If you have been ‘financially linked’ to someone in the past (such as an ex-partner) you can ask for a ‘notice of disassociation’ so their credit history no longer affects yours.
5. Cut down on spending
There are now strict affordability checks when you apply for a mortgage. Lenders want to check you can afford the mortgage both now and in the future if interest rates rise.
Lenders will want to see bank statements from the past three to six months to see what you’re spending your money on – so get your statements mortgage-approval ready. This means not straying into your overdraft and maintaining a healthy positive balance whenever possible.
Lenders will look both at essential expenditure and discretionary spending. They tend to take a dim view of extravagant spending on holidays and nights out, so you might need to rein in your social life for a few months. Other lender red flags include payday loans and online gambling – so avoid both.
6. Check out government schemes
There are a number of government-backed schemes which aim to give homebuyers a helping hand onto the property ladder.
Help to Buy equity loans are available to buyers purchasing a new build property. Buyers need to put down a deposit of at least five per cent, the government will contribute a further 20 per cent, and a mortgage is taken out for the remaining 75% of the property’s value. You won’t pay any interest on the government’s 20% slice of the loan for the first five years.
7. Go to a broker
Don’t go straight to your bank to ask for a mortgage – go to an independent mortgage broker instead. A whole-of-market broker can help you shop around and give you completely independent advice as they will have access to all the mortgage deals available rather than a limited selection.
Our Your Mortgage Finder tool also allows you to click through and ask an adviser for help at any stage in the process, once you have selected a deal you might be interested in, so you are not alone.
8. Do your homework
Ask your broker how much you’ll be able to borrow as a mortgage and roughly how much it will cost you a month. Once you have an idea of your finances, you can start looking at properties.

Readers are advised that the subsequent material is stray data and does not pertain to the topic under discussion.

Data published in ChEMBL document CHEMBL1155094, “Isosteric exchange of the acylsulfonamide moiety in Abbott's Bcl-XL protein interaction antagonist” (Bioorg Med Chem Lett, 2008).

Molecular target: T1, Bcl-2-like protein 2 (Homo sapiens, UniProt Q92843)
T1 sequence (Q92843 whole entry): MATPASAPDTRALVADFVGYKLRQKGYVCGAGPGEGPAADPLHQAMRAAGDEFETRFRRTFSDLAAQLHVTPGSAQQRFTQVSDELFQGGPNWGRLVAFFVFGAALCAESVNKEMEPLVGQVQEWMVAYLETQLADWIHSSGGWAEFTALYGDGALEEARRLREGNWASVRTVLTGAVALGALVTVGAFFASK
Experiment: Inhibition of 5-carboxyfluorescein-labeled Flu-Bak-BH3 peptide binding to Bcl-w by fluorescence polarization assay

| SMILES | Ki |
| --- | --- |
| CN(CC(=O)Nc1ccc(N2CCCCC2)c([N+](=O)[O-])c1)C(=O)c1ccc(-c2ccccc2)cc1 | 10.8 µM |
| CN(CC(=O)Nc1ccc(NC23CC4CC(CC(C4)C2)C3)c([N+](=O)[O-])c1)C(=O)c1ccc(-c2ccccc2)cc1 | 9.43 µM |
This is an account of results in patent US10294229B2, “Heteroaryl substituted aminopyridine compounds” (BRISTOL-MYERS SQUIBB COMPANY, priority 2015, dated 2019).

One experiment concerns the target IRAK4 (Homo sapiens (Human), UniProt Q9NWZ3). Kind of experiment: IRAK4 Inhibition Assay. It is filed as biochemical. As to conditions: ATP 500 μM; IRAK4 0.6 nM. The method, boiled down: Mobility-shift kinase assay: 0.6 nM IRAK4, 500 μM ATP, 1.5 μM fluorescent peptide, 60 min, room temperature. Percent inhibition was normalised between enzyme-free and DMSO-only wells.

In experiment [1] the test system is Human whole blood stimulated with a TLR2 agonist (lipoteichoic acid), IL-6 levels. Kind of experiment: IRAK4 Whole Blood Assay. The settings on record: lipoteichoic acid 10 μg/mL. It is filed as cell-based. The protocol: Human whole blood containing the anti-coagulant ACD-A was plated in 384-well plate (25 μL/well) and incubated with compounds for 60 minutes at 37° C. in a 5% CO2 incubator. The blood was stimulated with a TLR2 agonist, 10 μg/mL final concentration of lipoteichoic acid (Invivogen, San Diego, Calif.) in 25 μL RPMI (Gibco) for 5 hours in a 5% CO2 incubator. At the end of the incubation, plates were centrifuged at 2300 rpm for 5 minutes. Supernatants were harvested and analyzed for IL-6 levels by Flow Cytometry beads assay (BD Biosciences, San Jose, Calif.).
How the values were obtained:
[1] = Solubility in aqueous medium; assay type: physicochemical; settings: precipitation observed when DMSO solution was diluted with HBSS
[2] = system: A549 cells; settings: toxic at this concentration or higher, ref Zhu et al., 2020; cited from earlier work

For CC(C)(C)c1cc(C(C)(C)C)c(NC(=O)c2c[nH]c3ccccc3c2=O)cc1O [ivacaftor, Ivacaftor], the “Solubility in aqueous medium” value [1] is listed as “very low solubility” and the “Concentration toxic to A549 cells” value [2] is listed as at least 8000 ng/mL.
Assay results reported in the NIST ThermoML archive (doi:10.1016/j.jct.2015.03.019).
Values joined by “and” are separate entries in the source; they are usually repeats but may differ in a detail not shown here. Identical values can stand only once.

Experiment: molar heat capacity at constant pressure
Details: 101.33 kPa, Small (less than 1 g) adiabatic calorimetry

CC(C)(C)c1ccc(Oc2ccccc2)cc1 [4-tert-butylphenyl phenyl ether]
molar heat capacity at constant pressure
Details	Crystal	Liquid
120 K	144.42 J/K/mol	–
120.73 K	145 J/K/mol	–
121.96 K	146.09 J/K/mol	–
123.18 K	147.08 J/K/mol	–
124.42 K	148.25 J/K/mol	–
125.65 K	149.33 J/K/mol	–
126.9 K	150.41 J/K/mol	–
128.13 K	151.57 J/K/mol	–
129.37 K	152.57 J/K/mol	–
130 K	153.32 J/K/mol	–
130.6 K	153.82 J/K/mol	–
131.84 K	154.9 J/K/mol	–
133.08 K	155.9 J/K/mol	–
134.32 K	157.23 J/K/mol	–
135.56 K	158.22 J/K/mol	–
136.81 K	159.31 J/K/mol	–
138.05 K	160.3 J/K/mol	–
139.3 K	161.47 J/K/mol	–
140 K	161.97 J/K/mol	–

Visiting different estate agents and properties will give you an idea of how much a particular home is worth. You may have to compromise on location to get more space for your money.
You may want to pick an area with potential for growth. Redevelopment plans, infrastructure projects such as Crossrail, and increased employment opportunities could all indicate that property prices will rise in the near future.
9. Understand freehold and leasehold
Whether you buy freehold or leasehold will have financial implications for the future – so do your research. If you buy a house it’s likely to be freehold, meaning you own the property and the land it sits on.
If you buy a flat, it will either be leasehold, or include a share of the freehold. Either way, you will have to pay service charges for the upkeep of the communal parts of the building. You may also face ‘major works’ bills every few years for large maintenance projects.
It’s important you understand the implications of buying leasehold; properties can be cheaper but you could face eye-watering bills later on.
10. Find a solicitor
Start looking for a solicitor before you look at properties. You can ask your solicitor to do all your identity checks before you find a property, so they’re ready to roll as soon as you make an offer.
Once your solicitor is hired, you can include their details when you make an offer. This will demonstrate you’re a serious buyer and up the chances the vendor will choose to sell to you.